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Leviticus 200/84: More Skodas .. on the Moor ....

Julian started buying Skodas a year ago … … then Laura rear ended a hapless ditherer on the A43 …. so they got another pictured here behind The Donald and the Reindeers.

Then Mathew joined the Skoda Party ….more Skodas on Ilkley Moor by the look of it. So what's so good about them? They're both urging me to trade down from Maserati to join them with Skoda's fine new 100% Electric car that on a good day travels 300 miles between charges.

Today saw heroic efforts to reinstate the Weymouth landline. But so far not successful. It meant that when Bryan phoned on Sunday night we were unable to answer. The mobiles were working well so Avril could contact Pamela, still in Peterborough Hospital, and learn she has an order already in for Cod Mornay tonight. We're with the Second Coming of Ken's Chicken howsoever; and that well chilled Chateau Rousseau Sauvignon Blanc. I'm getting a taste for these French Savvies ….. We should have taken our Mystery Tour today as well although the fog across the Bay was obscuring all but one of our seven cruise liners. I thought they'd sailed away but as I write now I can see the "fleet's all lit up".
Skoda has been a name to conjure with for 150 years.
Škoda was established as an arms manufacturer in 1859. It merged with Laurin & Klement and established its Auto-Division in 1925. Laurin & Klement​ had started in 1896 as a velocipede manufacturer. 26-year-old Václav Klement, who was a bookseller in Mladá Boleslav, Kingdom of Bohemia, today's Czech Republic, then part of Austria-Hungary who was motivated to begin manufacture when unable to obtain spare parts to repair his German bicycle. Despite having no technical experience he decided to start a bicycle repair shop which he and Václav Laurin opened in 1896 - going into the partnership with Laurin was already an established bicycle manufacturer in the nearby town of Turnov. They moved to a newly built factory in 1898 and resolved to design their Slavia motorcycle making its debut in 1899 - the first motorcycle factory in Central Europe. In 1900 exports began and the press credited them as makers of the first motorcycle. By 1905 they were manufacturing automobiles second only to Tatra. The first model, Voiturette A, was a success and the company was established both within Austria-Hungary and internationally. After World War I the Laurin & Klement company began producing trucks but in 1924 after running into problems and affected by a fire on their premises they sought a new partner. That was to be Škoda - an arms manufacturer and multi-sector concern in Pilsen which had become one of the largest industrial enterprises in Europe and the largest in Czechoslovakia. It was determined to enlarge its non-arms manufacturing base and together began manufacturing cars eventually under Škoda's name. An assembly line was used for production from 1930 onwards. After a decline caused by the economic depression Škoda introduced a new line of cars in the 1930s which significantly differed from its previous products. A new design of chassis with backbone tube and all-around independent suspension was developed which became the basis for models right up to the final Favorit. During the occupation of Czechoslovakia in World War II the Škoda Works were turned into part of the Reichswerke Hermann Göring serving the German war effort by producing components for military terrain vehicles, military planes, other weapon components and cartridge cases. RAF and US air forces bombed the Škoda works repeatedly between 1940 and 1945 which resulted in the almost complete destruction of Škoda works.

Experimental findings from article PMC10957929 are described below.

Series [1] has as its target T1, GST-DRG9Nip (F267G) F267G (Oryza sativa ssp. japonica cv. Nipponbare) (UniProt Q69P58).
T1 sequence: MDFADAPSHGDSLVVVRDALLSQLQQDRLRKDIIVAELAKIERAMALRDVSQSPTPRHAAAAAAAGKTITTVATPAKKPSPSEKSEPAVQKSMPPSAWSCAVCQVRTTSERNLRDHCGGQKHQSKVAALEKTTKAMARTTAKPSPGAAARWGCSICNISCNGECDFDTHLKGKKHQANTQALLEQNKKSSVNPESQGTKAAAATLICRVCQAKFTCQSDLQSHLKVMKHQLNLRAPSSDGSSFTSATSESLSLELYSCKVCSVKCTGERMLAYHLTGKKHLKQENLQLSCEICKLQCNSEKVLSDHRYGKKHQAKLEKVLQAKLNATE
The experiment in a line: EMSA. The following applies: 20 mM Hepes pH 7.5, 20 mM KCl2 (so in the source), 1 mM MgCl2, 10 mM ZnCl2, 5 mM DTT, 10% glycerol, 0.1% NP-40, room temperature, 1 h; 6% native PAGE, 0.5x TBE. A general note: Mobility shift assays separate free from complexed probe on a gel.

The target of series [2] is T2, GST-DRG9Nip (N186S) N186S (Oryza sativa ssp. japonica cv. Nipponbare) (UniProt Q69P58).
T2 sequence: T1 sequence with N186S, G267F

After World War II Škoda recommenced car manufacture with an updated version of the pre-World War II models, part of the communist planned economy. In spite of unfavourable political conditions and losing contact with technical development in non-communist countries Škoda retained a good reputation until the 1960s. By the late 1980s Škoda was still manufacturing cars that dated back to the 1960s but rear-engined models such as the Škoda Estelle and Rapid sold steadily and performed well against more modern makes in races such as the RAC Rally in the 1970s and 1980s. They won their class in the RAC rally for 17 years running. In spite of its dated image and becoming the subject of negative jokes – What do you call a Škoda with a sunroof? A skip! – Škodas remained a common sight on the roads of the United Kingdom and Western Europe throughout the 1970s and 1980s. The Rapid was once described as the poor man's Porsche. After the fall of communism in Czechoslovakia, a competition to acquire Skoda between BMW, GM, Renault, Volvo, Volkswagen, Ford, Fiat and Mercedes-Benz was eventually won by Volkswagen … and Julian and Mathew assert that the rest is history! I don't think I'm gonna break a habit of a lifetime though …

Published Date: December 7th 2020

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